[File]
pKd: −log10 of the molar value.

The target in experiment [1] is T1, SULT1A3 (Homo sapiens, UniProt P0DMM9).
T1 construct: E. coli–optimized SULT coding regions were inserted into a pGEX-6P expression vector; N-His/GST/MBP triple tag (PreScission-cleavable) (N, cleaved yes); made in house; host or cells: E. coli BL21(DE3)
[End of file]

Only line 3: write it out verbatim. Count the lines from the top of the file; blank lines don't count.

T1 construct: E. coli–optimized SULT coding regions were inserted into a pGEX-6P expression vector; N-His/GST/MBP triple tag (PreScission-cleavable) (N, cleaved yes); made in house; host or cells: E. coli BL21(DE3)